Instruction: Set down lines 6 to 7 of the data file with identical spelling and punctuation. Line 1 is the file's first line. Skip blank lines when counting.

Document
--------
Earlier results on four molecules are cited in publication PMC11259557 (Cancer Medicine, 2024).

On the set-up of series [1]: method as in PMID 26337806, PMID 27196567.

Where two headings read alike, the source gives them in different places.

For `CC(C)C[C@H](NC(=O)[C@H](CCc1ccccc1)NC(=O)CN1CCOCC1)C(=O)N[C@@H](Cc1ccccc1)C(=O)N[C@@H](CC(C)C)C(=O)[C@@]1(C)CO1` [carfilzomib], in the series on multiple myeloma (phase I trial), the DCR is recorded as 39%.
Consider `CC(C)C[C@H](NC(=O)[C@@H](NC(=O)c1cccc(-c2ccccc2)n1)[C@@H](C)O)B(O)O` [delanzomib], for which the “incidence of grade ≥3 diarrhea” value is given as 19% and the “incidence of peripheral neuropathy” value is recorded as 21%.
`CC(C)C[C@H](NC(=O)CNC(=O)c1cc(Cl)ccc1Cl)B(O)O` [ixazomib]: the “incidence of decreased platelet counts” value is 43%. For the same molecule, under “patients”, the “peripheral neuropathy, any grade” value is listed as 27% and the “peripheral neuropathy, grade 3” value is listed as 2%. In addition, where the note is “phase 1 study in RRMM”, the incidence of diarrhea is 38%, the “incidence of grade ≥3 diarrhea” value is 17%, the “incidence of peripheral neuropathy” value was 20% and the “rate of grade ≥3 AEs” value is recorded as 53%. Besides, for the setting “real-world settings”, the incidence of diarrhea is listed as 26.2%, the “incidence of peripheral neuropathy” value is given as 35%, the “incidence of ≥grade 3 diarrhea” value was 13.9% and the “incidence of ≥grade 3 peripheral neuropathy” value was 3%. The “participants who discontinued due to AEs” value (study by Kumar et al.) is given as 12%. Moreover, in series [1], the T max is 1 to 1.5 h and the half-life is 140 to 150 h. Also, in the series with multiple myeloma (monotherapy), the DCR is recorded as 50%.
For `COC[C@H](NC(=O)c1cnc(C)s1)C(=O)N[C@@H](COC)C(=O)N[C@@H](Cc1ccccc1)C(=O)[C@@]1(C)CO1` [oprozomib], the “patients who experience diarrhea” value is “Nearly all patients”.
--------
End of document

`CC(C)C[C@H](NC(=O)CNC(=O)c1cc(Cl)ccc1Cl)B(O)O` [ixazomib]: the “incidence of decreased platelet counts” value is 43%. For the same molecule, under “patients”, the “peripheral neuropathy, any grade” value is listed as 27% and the “peripheral neuropathy, grade 3” value is listed as 2%. In addition, where the note is “phase 1 study in RRMM”, the incidence of diarrhea is 38%, the “incidence of grade ≥3 diarrhea” value is 17%, the “incidence of peripheral neuropathy” value was 20% and the “rate of grade ≥3 AEs” value is recorded as 53%. Besides, for the setting “real-world settings”, the incidence of diarrhea is listed as 26.2%, the “incidence of peripheral neuropathy” value is given as 35%, the “incidence of ≥grade 3 diarrhea” value was 13.9% and the “incidence of ≥grade 3 peripheral neuropathy” value was 3%. The “participants who discontinued due to AEs” value (study by Kumar et al.) is given as 12%. Moreover, in series [1], the T max is 1 to 1.5 h and the half-life is 140 to 150 h. Also, in the series with multiple myeloma (monotherapy), the DCR is recorded as 50%.
For `COC[C@H](NC(=O)c1cnc(C)s1)C(=O)N[C@@H](COC)C(=O)N[C@@H](Cc1ccccc1)C(=O)[C@@]1(C)CO1` [oprozomib], the “patients who experience diarrhea” value is “Nearly all patients”.